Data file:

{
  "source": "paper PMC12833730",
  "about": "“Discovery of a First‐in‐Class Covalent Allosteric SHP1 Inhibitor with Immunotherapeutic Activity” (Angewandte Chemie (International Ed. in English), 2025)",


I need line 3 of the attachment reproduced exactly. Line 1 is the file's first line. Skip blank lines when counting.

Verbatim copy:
  "about": "“Discovery of a First‐in‐Class Covalent Allosteric SHP1 Inhibitor with Immunotherapeutic Activity” (Angewandte Chemie (International Ed. in English), 2025)",